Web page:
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Inflation Isn’t Slowing As Much As Hoped For. What Does That Mean For You? 

Published September 13, 2022 at 10:14 AM PDT
A cyclist pushes a bicycle past a Metro green line light rail train wrapped with a "Beat Inflation" advertisement for the 99 Cents Only Stores in Redondo Beach, California on August 31, 2022.
PATRICK T. FALLON/AFP via Getty Images
A cyclist pushes a bicycle past a Metro green line light rail train wrapped with a "Beat Inflation" advertisement for the 99 Cents Only Stores in Redondo Beach, California on August 31, 2022.

Inflation Isn’t Slowing As Much As Hoped For. What Does That Mean For You?

Stocks And Inflation News 9.13.22

Stocks are tumbling and disappointment is hitting markets worldwide Tuesday, following Wall Street’s sudden realization that inflation isn’t slowing as much as hoped.

The S&P 500 sank 3.1% in midday trading, threatening to snap a four-day winning streak. Bond prices also fell sharply, sending their yields higher, after a report showed inflation decelerated to 8.3% in August, instead of the 8.1% economists expected. The disappointing data means traders are bracing for the Federal Reserve to ultimately raise interest rates even higher than expected to combat inflation, with all the risks for the economy that entails. Today on AirTalk, Bloomberg equities reporter Jess Menton Delia Fernandez, fee-only certified financial planner and investment advisor with Fernandez Financial Advisory, LLC, William Lee, chief economist at the Milken Institute, an economic think tank based in Santa Monica, join Larry to discuss the latest.

With files from the Associated Press 

New Book ‘California Burning’ Examines The Fallout Of CA’s Largest Utility And Its Role In Deadly Wildfires

CA Burning Book 9.13.22

Pacific Gas & Electric, California’s largest utility company, has historically been a force throughout the state. But mismanagement, neglect of infrastructure and questions over public and private interests, have dismantled the company’s reputation. PG&E admitted that its equipment started the deadly 2018 Camp Fire in Paradise, California. As a result, the company pleaded guilty to 84 separate counts of involuntary manslaughter and one felony county for starting the fire. The new book “CALIFORNIA BURNING: The Fall of Pacific Gas and Electric—And What It Means for America’s Power Grid'' chronicles PG&E’s rise and fall as a cautionary tale as aging infrastructure comes face to face with the growing threats of climate change. Katherine Blunt, author of the new book and journalist covering power, renewable energy and utilities for The Wall Street Journal, joins AirTalk to discuss.

After Queen Elizabeth II’s Death, Countries Reevaluate Their Relationship To The Crown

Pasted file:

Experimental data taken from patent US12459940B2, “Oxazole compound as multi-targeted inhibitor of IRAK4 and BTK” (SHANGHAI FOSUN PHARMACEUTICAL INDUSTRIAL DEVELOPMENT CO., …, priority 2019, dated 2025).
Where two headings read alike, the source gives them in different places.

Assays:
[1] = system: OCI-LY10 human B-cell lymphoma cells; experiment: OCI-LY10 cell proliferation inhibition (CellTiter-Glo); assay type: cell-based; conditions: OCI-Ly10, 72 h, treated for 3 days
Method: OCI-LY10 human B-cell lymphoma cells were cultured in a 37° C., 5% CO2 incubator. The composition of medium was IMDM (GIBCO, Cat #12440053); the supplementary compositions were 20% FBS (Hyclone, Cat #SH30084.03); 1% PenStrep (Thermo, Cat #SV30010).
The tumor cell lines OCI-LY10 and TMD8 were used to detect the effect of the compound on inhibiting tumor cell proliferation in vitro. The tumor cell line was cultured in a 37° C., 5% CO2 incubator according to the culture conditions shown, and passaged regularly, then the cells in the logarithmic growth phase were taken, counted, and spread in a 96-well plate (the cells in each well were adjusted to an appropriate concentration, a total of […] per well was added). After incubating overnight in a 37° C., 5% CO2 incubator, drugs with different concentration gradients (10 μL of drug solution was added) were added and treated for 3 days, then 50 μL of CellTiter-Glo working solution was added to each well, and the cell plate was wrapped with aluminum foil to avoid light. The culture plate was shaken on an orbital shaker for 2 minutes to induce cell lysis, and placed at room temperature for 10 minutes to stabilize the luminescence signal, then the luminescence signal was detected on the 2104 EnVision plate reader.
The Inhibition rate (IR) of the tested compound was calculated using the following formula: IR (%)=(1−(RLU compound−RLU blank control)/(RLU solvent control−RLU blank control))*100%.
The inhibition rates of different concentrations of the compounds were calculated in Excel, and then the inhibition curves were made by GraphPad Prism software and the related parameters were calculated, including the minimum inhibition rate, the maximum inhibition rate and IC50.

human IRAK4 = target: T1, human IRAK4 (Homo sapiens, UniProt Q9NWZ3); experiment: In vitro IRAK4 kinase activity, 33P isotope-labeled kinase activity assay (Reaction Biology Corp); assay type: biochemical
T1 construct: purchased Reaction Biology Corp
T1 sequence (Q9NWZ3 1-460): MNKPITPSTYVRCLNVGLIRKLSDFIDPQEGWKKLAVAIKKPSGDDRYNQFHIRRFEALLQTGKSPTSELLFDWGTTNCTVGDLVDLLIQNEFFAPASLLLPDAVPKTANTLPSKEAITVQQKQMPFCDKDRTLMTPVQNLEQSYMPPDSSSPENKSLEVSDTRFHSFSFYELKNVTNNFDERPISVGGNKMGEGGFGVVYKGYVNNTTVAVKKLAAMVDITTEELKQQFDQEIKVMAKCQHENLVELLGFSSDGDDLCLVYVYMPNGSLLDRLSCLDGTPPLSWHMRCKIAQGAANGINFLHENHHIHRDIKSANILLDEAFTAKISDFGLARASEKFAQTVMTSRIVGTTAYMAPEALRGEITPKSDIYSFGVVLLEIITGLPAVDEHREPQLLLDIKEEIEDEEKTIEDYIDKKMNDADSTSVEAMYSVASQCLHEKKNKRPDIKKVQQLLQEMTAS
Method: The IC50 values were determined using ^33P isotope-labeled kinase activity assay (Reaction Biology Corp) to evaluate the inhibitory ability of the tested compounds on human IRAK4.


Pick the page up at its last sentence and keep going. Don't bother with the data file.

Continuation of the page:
Future Of Monarchies 9.13.22

The death of Queen Elizabeth II brought an outpouring of grief of millions around the world; her death also revived long standing criticism of the monarchy’s role in colonization, violence, and oppression. As King Charles III becomes the British monarch and the official head of state of 14 countries outside the United Kingdom, many of those countries are taking this historic moment to reassess their relationship to the British Crown. Some of those countries include Canada, Australia, Jamaica, Belize and the Bahamas, some of whose leaders have already expressed interest in becoming their own republic and cutting ties with the monarchy.

Joining us today on AirTalk is associate professor of political science at Colorado State University, Peter Harris to discuss with Larry the state of the British Monarch and where it goes from here.

What Are You Shamelessly Bad At But Love To Do? 

Hobbies We Love But Are Bad At 9.13.22

Most of us prefer to engage in activities we can excel at. We might love to cook because we can bake a mean banana bread, or pick up a tennis racket because we can rally with confidence, or lace up some rollerblades because we can stay upright. But what about those activities that you may love but never fully grasped? Do you leave it behind or plow ahead because it gives you some joy? In her Wall Street Journal piece “The Case for Allowing Yourself to Be Bad at Something,” reporter Rachel Feintzeig makes the case for allowing yourself to embrace the things you may just be mediocre at.

Today on AirTalk, we open up our phones and we hear from listeners -- what are the things they love to do that they’re not that great at but love to do anyway?

NPR’s Nina Totenberg’s New Memoir Reflects On Her 50 Year Friendship With The Late Justice Ruth Bader Ginsburg

Book Dinners With Ruth 9.13.22

Before she was an award-winning legal affairs correspondent and a Founding Mother at NPR, Nina Totenberg was reporting the newspaper The National Observer when she placed a call to a young ACLU attorney named Ruth Bader Ginsburg who had filed a legal brief with the Supreme Court urging it to rule that a law that discriminated “on the basis of sex” was unconstitutional. Neither Totenberg nor Ginsburg could know at that time that their conversation would touch off a friendship that lasted a half century. Justice Ginsberg passed away in September of 2020 but Nina and the late justice remained close, still meeting at Nina’s house on Saturdays for small dinners between two women who blazed trails, demolished barriers, and paved the way for future generations of professional women.

Today on AirTalk, Nina Totenberg is with us to share her new memoir and look back on her decades-long friendship with one of the most important legal figures in U.S. history, the lessons they learned from one another and how both of their work resonates in the present day following the dismantling of Roe v. Wade.

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